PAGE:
>>early.  But 3-4-5 re-searches and this is not as efficient as pure PVS.
>>That's where I left off.  My lazy eval gets much more than 15%.  I'd
>>to discard that or suffer thru extra re-searches...
>>>I am soon going to implement PV's the right way and tackle this problem.
>>>Essentially a PV is just information passed toward the top of the tree
>>>root node) in recursive fashion and is trivial to implement.   I don't
>>>know what problems I will find but I intend to get it right.  I will
>>>definitely post my results if you find it interesting.
>>I don't see how you can get a good PV from mtd(f).  The problem is that
>>every node fails either high or low.  The ones that fail low give you
>>information on which move is best.  The hash table can't be depended on
>>provide this any more than it can in a normal PVS search, because of the
>>overwriting problem, not to mention the problem of storing fail-low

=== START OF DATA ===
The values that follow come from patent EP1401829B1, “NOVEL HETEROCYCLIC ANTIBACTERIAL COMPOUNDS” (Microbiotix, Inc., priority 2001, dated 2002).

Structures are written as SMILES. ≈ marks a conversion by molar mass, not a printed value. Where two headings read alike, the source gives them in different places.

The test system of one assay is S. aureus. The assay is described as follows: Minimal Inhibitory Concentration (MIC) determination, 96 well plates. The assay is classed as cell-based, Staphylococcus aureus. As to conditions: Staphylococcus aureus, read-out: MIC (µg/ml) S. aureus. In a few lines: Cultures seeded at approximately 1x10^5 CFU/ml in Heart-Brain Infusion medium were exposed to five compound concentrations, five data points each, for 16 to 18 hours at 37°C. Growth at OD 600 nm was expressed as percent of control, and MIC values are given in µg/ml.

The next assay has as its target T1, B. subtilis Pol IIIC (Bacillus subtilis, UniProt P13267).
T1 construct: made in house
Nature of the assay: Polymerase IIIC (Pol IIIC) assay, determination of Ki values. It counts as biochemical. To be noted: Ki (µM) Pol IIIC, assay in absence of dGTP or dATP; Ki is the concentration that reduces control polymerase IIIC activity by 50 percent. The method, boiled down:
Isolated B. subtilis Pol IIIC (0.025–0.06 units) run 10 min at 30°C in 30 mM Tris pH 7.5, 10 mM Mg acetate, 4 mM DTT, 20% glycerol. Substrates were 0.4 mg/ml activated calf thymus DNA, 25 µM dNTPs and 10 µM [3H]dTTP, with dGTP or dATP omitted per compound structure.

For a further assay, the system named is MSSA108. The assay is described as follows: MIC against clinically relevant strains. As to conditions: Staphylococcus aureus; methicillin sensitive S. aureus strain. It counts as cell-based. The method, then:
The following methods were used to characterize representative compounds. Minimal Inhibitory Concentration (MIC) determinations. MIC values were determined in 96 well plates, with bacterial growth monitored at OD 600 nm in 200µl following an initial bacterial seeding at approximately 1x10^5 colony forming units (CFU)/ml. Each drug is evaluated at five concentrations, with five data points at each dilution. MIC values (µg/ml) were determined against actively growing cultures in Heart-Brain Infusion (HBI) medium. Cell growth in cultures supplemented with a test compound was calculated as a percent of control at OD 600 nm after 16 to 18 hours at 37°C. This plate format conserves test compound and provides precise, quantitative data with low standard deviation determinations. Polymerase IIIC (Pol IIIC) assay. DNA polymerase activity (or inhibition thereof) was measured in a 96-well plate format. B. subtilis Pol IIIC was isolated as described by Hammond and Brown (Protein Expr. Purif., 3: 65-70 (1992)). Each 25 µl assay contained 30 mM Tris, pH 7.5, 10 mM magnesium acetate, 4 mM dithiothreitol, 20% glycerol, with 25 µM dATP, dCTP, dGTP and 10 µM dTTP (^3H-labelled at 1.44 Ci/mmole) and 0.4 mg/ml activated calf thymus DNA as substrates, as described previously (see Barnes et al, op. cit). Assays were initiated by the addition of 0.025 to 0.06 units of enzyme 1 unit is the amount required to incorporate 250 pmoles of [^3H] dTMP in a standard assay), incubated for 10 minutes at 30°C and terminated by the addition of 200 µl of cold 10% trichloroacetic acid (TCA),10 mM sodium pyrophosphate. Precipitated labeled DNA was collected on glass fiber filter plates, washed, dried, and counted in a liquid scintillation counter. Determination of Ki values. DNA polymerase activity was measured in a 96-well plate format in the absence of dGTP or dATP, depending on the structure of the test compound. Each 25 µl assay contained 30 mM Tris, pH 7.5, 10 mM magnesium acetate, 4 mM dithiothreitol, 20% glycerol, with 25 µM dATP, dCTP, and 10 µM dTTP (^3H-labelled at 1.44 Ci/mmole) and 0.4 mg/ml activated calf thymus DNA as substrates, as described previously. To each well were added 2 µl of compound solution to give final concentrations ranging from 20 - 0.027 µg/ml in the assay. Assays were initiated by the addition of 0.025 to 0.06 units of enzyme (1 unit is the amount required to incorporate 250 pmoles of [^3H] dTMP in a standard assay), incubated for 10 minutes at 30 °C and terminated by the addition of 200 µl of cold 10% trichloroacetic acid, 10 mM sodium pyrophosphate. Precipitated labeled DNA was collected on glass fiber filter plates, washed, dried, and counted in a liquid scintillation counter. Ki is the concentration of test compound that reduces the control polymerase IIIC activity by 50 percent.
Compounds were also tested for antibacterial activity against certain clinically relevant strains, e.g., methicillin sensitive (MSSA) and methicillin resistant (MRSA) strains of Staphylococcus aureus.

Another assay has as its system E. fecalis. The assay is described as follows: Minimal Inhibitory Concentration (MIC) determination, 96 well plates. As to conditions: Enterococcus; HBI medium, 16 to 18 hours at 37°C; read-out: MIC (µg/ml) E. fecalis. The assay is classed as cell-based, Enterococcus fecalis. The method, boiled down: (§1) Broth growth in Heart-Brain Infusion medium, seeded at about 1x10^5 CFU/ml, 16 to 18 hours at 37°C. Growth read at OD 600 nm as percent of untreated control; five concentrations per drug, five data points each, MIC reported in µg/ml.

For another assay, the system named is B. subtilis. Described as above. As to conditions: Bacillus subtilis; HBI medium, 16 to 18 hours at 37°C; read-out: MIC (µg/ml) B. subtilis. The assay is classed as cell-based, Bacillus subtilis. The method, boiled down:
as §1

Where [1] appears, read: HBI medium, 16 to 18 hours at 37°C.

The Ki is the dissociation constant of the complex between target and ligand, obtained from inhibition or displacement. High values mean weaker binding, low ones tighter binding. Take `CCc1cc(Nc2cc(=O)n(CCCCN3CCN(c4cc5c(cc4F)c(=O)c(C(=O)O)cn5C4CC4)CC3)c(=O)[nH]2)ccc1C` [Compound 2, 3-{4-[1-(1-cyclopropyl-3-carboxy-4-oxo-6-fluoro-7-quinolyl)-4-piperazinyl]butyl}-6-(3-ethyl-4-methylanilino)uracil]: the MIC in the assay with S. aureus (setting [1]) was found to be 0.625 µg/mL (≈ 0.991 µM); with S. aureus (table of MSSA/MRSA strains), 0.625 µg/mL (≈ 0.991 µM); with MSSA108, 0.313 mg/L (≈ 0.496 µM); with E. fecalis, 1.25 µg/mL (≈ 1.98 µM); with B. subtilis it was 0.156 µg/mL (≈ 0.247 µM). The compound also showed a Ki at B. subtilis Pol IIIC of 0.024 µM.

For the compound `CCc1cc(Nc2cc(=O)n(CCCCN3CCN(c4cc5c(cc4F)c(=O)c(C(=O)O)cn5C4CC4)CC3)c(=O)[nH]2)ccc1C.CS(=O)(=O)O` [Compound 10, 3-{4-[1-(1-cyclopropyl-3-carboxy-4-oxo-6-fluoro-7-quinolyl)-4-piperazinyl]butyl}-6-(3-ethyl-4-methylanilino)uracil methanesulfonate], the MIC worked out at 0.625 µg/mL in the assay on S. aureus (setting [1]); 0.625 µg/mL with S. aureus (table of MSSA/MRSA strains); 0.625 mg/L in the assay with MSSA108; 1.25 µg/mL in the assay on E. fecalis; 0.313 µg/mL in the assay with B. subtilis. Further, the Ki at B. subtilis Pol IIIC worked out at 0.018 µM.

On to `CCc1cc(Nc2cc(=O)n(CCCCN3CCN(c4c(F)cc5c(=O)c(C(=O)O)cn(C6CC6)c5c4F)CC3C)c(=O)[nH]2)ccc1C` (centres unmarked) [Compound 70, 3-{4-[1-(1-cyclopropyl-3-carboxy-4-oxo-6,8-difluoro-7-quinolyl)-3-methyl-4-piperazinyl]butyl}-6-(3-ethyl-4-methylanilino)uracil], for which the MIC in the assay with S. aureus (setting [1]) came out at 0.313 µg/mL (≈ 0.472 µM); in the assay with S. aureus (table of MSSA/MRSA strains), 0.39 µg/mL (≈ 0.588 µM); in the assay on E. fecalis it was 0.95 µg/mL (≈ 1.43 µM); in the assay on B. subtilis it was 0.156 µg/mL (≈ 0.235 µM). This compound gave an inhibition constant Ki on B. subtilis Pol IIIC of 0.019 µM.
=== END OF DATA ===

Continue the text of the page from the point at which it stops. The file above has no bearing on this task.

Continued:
>>that are just as important (actually these are the *most* important when
>>you measure performance) but which don't have a best move.  If you are
>>lucky enough to overwrite an identical position that was a fail high or
>>node, you can save the best move, but this didn't happen often for me...
>>>MTD(f) is hell bent on not doing any more work than necessary and causes
>>>problems with PV's but I don't think they are unsolvable.  I definitely
>>>want sound PV's.  I mentioned there were things about MTD I didn't like
>>>and this is only one of them.   I would love to throw it out completely
>>>and actually tried to, but could not even come within 15% of matching
>>>its  performance.  It's really quite powerful on the serial as well as
>>>the parallel program.   Unless you are a performance freak (which I am)
>>>don't use it!
>>Hmmm...  I have *always* been a performance freak.  :)  That's why I
>>worked on parallel search algorithms..., wrote 20,000 lines of Cray
>>assembly code, etc.  and then did the bitmap algorithms now used in
>>Crafty...  I *never* ignore potential speedups...  When I first heard
>>it I downloaded Aske's paper about it and went to work...
>>However, have you done a lazy eval?  If not you can get 15% there, but
>>will play hell with mtd(f) by not letting fail-soft give you a very
>>estimate.  Although in my case, when I turned it off, I still didn't get
>>very good estimate.  Closer than using either alpha or beta of course,
>>not close enough to make it pay off for me...
>>>- Don